Former hedge fund manager Tom Steyer has set up a ‘Center for the Next Generation‘, announced the biz section in this morning’s New York Times. As far as wealthy Americans go, this guy has good credentials: he gave $5 million to the California campaign to stop ‘Proposition 23’ – a vote that would have rolled back the state’s greenhouse gas emissions cuts programme. This Center – described as a non-partisan ‘nonprofit organisation that aims to be a loud voice in major public policy debates’ – sounds like a worthy endeavour, and my first thought was “Hooray! Someone fighting the good fight.”
But then I got this image in my mind of political debate as essentially a war of the titans – a battle between millionaires, with Tom Steyer on one side and the Koch brothers (famous for using their billions to undermine environmental legislation, trade unions, Obama’s healthcare reforms, among other terrors) on the other. And I felt a bit left out.
Is it right to depend on a former hedge fund manager’s goodwill to ensure future generations’ needs are considered in public decision-making? Can we be proud of a modern democracy that responds to big wads of cash and big advertising campaigns, no matter who they’re wielded by? It feels less like ‘one person, one vote’, and more like ‘one rich person, as many votes as you can buy’.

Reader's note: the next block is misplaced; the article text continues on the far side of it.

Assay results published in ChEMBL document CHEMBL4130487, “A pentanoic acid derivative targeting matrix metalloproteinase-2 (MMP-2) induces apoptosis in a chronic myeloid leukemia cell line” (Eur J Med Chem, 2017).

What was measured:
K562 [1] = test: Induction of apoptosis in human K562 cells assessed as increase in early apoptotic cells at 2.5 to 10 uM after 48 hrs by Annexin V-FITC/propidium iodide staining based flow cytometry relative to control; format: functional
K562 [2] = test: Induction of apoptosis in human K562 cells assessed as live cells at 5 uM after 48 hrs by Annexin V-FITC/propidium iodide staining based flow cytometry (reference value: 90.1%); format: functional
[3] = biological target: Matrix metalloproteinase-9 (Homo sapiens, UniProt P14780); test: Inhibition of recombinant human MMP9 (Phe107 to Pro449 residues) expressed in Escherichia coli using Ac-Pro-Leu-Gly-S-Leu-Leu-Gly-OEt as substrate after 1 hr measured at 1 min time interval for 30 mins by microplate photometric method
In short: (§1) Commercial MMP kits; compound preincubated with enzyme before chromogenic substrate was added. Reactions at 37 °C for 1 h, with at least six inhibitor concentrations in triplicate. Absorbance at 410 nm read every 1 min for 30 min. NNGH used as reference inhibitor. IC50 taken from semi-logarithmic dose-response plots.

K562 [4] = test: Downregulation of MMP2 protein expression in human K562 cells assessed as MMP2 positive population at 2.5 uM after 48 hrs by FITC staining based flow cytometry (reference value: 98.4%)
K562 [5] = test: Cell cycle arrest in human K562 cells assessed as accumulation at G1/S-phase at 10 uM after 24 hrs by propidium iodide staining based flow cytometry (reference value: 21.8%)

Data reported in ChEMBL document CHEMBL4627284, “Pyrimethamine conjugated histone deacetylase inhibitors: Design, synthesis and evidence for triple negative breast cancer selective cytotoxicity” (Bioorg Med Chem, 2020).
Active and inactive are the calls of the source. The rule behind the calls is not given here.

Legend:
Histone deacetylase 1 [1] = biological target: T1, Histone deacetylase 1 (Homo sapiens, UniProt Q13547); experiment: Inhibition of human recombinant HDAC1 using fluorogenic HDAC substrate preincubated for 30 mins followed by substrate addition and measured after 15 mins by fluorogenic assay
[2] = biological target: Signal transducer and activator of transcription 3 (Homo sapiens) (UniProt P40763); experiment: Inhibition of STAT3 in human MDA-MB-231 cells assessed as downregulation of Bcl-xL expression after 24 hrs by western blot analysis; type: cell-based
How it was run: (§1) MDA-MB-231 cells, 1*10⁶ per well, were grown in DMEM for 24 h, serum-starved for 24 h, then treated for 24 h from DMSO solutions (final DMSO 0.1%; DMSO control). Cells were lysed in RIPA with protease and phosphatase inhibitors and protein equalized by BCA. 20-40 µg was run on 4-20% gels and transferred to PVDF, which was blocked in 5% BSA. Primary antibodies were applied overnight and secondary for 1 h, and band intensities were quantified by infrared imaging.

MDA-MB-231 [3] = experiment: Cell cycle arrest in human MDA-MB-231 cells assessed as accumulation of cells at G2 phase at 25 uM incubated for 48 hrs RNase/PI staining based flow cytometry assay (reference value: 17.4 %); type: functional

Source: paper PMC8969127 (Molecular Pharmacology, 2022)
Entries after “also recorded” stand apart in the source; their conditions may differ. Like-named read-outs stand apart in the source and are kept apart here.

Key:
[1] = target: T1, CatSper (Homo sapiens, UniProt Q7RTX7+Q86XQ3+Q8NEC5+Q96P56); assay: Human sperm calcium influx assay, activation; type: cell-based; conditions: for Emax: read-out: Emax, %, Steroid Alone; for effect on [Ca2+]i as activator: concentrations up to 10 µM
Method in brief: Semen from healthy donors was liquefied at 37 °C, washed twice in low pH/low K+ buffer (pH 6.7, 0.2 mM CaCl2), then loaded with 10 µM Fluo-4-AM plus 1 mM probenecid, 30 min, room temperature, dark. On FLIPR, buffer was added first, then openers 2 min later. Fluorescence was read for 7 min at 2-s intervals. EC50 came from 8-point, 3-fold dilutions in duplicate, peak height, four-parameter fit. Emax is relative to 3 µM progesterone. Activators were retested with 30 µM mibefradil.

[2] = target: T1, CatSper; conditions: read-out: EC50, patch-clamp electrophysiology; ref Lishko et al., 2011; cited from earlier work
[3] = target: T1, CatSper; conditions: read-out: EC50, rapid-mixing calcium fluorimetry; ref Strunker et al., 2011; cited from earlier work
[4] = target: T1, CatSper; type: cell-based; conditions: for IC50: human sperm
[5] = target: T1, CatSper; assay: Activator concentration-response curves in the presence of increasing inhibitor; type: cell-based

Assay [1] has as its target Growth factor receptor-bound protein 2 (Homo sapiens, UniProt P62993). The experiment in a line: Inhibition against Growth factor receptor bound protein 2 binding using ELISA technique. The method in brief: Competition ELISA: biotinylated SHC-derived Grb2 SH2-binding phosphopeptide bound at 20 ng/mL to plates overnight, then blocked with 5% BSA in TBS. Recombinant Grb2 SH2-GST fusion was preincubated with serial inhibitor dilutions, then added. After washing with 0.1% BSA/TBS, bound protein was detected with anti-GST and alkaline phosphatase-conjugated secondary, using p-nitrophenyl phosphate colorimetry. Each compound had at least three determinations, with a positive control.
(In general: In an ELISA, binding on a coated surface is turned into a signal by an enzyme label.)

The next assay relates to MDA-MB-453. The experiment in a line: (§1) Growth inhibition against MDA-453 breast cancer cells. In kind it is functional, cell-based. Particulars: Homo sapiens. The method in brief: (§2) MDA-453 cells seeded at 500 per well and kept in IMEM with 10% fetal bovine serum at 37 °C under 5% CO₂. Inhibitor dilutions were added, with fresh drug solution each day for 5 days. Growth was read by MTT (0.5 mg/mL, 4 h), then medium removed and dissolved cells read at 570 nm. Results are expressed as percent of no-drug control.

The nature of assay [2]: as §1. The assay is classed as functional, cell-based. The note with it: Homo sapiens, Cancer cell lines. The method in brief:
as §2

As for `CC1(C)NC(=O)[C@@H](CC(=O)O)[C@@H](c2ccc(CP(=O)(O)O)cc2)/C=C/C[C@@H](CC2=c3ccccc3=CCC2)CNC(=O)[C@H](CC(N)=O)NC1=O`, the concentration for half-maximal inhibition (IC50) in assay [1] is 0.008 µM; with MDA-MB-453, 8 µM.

I’d feel better if future generations and children were better-represented within the institutions of government, with a formal procedure for taking their needs into account when making decisions. Hungary has a Parliamentary Commissioner for Future Generations, supported by a line in its constitution that enshrines the right to a healthy environment. WWF-UK and the Foundation for Democracy and Sustainable Development have done some interesting work on governance options in this area – see Peter Roderick’s informative document on Taking the Longer View.
We shouldn’t be protecting the interests of future generations because a few wealthy individuals think it’s a good idea. Quite apart from the moral reasoning (we should be doing it because human beings have an obligation to leave the world a better place for the people who come after us), in a battle of funds, those who benefit from the fossil-fuelled status quo have the odds stacked in their favour.
I am very glad the Center for the Next Generation exists, because it will add a much-needed counterweight to the campaigns against the public interest waged by Koch brothers and co. But I’m not sure we should call this democracy.